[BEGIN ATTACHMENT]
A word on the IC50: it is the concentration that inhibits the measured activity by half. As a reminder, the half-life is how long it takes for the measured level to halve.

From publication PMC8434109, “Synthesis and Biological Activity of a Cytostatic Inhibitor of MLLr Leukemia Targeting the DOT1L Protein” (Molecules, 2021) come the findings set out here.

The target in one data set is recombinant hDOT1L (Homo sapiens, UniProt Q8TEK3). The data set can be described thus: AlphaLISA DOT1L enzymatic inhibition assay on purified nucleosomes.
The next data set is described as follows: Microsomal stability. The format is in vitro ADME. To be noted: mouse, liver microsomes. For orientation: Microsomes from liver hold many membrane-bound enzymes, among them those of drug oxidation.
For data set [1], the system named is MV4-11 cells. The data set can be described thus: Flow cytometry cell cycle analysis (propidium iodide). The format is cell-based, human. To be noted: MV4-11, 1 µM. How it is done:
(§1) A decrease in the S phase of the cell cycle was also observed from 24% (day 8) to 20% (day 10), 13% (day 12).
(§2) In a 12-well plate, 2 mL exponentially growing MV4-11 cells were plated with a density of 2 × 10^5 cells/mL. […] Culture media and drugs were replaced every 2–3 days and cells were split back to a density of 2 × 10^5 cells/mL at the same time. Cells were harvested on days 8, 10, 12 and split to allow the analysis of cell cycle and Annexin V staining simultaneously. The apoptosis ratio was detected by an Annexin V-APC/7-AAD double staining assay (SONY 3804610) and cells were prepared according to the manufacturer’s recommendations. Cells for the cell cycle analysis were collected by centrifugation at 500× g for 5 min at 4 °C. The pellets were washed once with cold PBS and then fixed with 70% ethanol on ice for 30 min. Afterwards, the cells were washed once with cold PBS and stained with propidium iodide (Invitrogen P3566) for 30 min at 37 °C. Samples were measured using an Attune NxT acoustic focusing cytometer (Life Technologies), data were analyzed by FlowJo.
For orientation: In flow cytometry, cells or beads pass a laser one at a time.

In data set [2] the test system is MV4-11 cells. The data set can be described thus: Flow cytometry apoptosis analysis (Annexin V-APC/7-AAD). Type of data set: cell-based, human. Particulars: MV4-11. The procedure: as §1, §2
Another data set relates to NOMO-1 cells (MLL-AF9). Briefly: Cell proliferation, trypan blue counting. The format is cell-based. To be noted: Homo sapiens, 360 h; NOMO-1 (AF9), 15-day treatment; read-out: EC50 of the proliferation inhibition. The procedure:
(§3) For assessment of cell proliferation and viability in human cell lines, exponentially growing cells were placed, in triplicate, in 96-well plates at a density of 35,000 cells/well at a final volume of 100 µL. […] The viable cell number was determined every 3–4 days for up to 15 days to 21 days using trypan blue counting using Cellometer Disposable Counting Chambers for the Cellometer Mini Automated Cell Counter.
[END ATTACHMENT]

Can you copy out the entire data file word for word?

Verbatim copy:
A word on the IC50: it is the concentration that inhibits the measured activity by half. As a reminder, the half-life is how long it takes for the measured level to halve.

From publication PMC8434109, “Synthesis and Biological Activity of a Cytostatic Inhibitor of MLLr Leukemia Targeting the DOT1L Protein” (Molecules, 2021) come the findings set out here.

The target in one data set is recombinant hDOT1L (Homo sapiens, UniProt Q8TEK3). The data set can be described thus: AlphaLISA DOT1L enzymatic inhibition assay on purified nucleosomes.
The next data set is described as follows: Microsomal stability. The format is in vitro ADME. To be noted: mouse, liver microsomes. For orientation: Microsomes from liver hold many membrane-bound enzymes, among them those of drug oxidation.
For data set [1], the system named is MV4-11 cells. The data set can be described thus: Flow cytometry cell cycle analysis (propidium iodide). The format is cell-based, human. To be noted: MV4-11, 1 µM. How it is done:
(§1) A decrease in the S phase of the cell cycle was also observed from 24% (day 8) to 20% (day 10), 13% (day 12).
(§2) In a 12-well plate, 2 mL exponentially growing MV4-11 cells were plated with a density of 2 × 10^5 cells/mL. […] Culture media and drugs were replaced every 2–3 days and cells were split back to a density of 2 × 10^5 cells/mL at the same time. Cells were harvested on days 8, 10, 12 and split to allow the analysis of cell cycle and Annexin V staining simultaneously. The apoptosis ratio was detected by an Annexin V-APC/7-AAD double staining assay (SONY 3804610) and cells were prepared according to the manufacturer’s recommendations. Cells for the cell cycle analysis were collected by centrifugation at 500× g for 5 min at 4 °C. The pellets were washed once with cold PBS and then fixed with 70% ethanol on ice for 30 min. Afterwards, the cells were washed once with cold PBS and stained with propidium iodide (Invitrogen P3566) for 30 min at 37 °C. Samples were measured using an Attune NxT acoustic focusing cytometer (Life Technologies), data were analyzed by FlowJo.
For orientation: In flow cytometry, cells or beads pass a laser one at a time.

In data set [2] the test system is MV4-11 cells. The data set can be described thus: Flow cytometry apoptosis analysis (Annexin V-APC/7-AAD). Type of data set: cell-based, human. Particulars: MV4-11. The procedure: as §1, §2
Another data set relates to NOMO-1 cells (MLL-AF9). Briefly: Cell proliferation, trypan blue counting. The format is cell-based. To be noted: Homo sapiens, 360 h; NOMO-1 (AF9), 15-day treatment; read-out: EC50 of the proliferation inhibition. The procedure:
(§3) For assessment of cell proliferation and viability in human cell lines, exponentially growing cells were placed, in triplicate, in 96-well plates at a density of 35,000 cells/well at a final volume of 100 µL. […] The viable cell number was determined every 3–4 days for up to 15 days to 21 days using trypan blue counting using Cellometer Disposable Counting Chambers for the Cellometer Mini Automated Cell Counter.